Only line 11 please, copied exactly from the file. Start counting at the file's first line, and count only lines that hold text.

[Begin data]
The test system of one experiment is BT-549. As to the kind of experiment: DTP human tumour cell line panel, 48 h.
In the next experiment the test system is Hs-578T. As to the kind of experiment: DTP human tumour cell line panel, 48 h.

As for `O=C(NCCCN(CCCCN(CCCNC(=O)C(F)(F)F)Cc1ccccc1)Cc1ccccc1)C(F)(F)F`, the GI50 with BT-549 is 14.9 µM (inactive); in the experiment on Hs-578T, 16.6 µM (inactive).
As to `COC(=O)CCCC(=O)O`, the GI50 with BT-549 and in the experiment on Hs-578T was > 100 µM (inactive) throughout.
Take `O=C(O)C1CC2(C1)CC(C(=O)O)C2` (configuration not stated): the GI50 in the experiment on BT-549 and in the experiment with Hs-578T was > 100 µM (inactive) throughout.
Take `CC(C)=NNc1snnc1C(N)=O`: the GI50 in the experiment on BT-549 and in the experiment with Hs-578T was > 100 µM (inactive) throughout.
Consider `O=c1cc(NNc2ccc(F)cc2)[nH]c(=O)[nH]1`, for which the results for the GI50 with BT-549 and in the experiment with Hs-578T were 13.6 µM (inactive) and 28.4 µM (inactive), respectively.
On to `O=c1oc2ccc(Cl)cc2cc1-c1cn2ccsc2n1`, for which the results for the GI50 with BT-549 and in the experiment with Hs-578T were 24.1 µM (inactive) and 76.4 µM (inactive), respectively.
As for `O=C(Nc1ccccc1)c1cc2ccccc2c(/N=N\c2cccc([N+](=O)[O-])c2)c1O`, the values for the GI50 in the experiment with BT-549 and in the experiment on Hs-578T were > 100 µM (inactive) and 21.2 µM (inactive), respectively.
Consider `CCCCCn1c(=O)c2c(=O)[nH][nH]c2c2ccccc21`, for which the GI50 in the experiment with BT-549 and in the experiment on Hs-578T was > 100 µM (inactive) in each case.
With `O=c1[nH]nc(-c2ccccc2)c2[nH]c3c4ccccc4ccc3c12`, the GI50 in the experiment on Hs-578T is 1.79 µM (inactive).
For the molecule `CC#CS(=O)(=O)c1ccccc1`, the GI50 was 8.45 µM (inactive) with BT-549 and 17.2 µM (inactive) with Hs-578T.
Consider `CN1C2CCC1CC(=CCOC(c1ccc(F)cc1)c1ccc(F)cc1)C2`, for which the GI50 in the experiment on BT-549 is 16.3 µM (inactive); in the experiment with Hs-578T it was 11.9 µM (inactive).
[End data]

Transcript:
With `O=c1[nH]nc(-c2ccccc2)c2[nH]c3c4ccccc4ccc3c12`, the GI50 in the experiment on Hs-578T is 1.79 µM (inactive).